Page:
You may consider it inconsequential when you let a trusted friend, relative, or colleague drive your car. However, you need to think of the possible consequences if the person gets into an accident while driving your vehicle.
Sometimes, if someone else was driving your car and gets involved in an accident, you might have issues with your insurance company. Hence the need to be careful about who you permit to drive your vehicle. This article looks at the legal implications of someone getting into an accident with your car.
Does Your Insurance Cover Other Drivers?
Most car owners assume that their insurance applies only to drivers. That is if they are not the ones driving their vehicles, the insurance company of whoever that’s driving their car during an accident pays for damages.
According to the Insurance Information Institute (III), insurance applies to the vehicles, not drivers. Therefore, if another person is driving your car and is at fault in a vehicle crash, your insurance company pays.
In an at-fault accident, your insurance company covers for the following:
- Medical Payments: If your vehicle’s driver or the other driver gets injured after a crash caused by your car’s driver, your insurance policy will offset the medical bills.
- Collisions: The collision coverage covers repairs of a vehicle after a crash, and it applies after you have paid the deductibles.
- Auto-Liability: In an at-fault accident, the auto-liability coverage pays for the other driver’s damaged car or medical bills. Unfortunately, the coverage will not pay for your car’s damage or the medical bills of the person driving your vehicle.
It is essential to note that your insurance may not cover all accidents and damages. For instance, if certain persons who drive your vehicle are unlisted in your policy, they will have no coverage.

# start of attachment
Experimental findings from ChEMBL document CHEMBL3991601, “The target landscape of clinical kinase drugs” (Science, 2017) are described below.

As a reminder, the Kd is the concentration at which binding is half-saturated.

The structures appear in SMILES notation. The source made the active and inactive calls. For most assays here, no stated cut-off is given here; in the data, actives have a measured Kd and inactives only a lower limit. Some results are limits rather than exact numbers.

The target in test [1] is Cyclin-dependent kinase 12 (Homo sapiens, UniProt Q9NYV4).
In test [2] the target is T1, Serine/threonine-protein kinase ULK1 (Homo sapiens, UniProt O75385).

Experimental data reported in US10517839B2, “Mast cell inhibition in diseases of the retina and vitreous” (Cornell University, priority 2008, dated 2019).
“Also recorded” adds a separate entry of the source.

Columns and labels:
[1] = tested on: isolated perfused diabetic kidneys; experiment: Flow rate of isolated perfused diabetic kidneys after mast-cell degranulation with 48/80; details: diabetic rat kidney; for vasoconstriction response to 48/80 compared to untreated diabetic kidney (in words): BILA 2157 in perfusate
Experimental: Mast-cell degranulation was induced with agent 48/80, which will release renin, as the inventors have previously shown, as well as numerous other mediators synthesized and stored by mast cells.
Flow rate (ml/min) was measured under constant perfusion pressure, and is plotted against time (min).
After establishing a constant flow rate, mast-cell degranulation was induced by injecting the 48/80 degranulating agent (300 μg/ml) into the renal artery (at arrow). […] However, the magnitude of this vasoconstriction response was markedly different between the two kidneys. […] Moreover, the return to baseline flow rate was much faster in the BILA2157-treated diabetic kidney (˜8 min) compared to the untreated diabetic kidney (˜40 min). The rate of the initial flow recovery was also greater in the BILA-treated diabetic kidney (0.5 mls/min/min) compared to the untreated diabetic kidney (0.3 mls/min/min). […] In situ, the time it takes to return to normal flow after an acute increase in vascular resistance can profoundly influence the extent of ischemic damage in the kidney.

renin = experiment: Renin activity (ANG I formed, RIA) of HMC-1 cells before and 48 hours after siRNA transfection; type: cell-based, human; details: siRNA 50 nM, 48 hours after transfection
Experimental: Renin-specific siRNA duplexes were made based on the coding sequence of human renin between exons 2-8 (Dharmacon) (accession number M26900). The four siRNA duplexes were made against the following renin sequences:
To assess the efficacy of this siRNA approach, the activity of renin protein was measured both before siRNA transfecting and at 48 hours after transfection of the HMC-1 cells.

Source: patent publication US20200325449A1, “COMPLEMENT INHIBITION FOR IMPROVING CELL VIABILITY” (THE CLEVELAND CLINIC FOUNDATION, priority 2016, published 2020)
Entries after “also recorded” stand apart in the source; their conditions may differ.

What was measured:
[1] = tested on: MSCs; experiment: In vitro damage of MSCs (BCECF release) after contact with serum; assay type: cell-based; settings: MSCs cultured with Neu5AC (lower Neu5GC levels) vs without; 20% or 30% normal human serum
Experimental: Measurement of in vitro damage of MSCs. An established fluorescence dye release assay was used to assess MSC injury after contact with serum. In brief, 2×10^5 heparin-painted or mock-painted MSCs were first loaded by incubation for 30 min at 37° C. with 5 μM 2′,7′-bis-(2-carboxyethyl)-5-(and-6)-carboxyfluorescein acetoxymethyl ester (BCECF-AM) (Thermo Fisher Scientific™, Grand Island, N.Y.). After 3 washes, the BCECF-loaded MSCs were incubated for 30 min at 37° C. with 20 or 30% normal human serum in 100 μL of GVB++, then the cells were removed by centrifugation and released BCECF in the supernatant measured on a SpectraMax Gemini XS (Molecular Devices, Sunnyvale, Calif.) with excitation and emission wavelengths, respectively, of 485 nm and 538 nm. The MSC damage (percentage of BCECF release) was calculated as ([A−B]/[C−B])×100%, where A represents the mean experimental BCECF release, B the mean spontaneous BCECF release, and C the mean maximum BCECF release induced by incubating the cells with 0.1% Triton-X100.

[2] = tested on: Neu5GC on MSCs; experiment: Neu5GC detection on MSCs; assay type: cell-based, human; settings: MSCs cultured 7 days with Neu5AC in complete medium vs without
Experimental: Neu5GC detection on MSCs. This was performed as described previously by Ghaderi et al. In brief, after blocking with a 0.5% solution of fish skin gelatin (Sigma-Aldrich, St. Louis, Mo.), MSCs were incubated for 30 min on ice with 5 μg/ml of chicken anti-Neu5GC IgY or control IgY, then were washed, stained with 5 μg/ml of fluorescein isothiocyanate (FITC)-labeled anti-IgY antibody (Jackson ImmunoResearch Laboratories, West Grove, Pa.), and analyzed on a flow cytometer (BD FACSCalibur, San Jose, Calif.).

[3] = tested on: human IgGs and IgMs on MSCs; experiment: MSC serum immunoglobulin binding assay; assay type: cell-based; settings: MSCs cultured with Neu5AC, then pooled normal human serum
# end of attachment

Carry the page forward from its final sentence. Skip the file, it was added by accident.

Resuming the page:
If the person driving your car were not at fault, your insurance company would not pay for injuries or damages. The car owner at fault will pay for damages and injuries, especially if you are in an at-fault state like Georgia.
What Is Permissive Use?
In-car insurance policies, permissive use refers to a situation whereby the policyholder overtly or tactically permits another to drive their vehicle. The permissive use term covers people who are not household members in your policy.
Household members refer to people who are related by blood, marriage, or adoption. Any other person will need to obtain permission to drive your car. However, you must understand that not all insurance policies cover permissive use. Also, policies that cover permissive use sometimes provide limited coverage or increased deductibles.
What Is Non-Permissive Use?
Non-permissive use is when a person drives your vehicle without getting your consent. Examples are; when your car gets stolen or if a friend or non-household family member takes your car without your permission.
In the case of non-permissive use, the person driving the car when it got into an accident might pay for injuries and damages. Unfortunately, if the person driving your vehicle without your permission is not insured, you might have to pay out of pocket. In situations where the person who took your car without your consent is insured, their insurance might get tapped.
What Is the Implication of Someone Else Getting Into an Accident With Your Car?
When someone else is driving your car and gets into an accident, there are things you have to take note of:
- Find out who is at fault in the accident.
- Take note of the injuries and damages; take any injured party to the hospital for treatment.
- Find out the extent to which your policy covers the damages and injuries.
- Do you need to sue the driver of your vehicle for non-permissive use?
Different circumstances determine what will follow after a crash involving your car with another person driving. Sometimes, you may have to get in touch with the insurance company of the person driving your vehicle. That is if the person has an active policy.
In the instance where an insured driver was driving your car, and an accident occurs, your premium and deductibles increase. You might also be charged for further damages, especially if your coverage is not enough. You need to know that you will be held liable for whatever happens if your vehicle gets into an accident with another person driving.
Get an Experienced Car Accident Attorney!
Having to pay for injuries and damages for an accident you were not involved in can be devastating. Get in touch with an experienced attorney at Calvin Smith Law for a free consultation on what to do.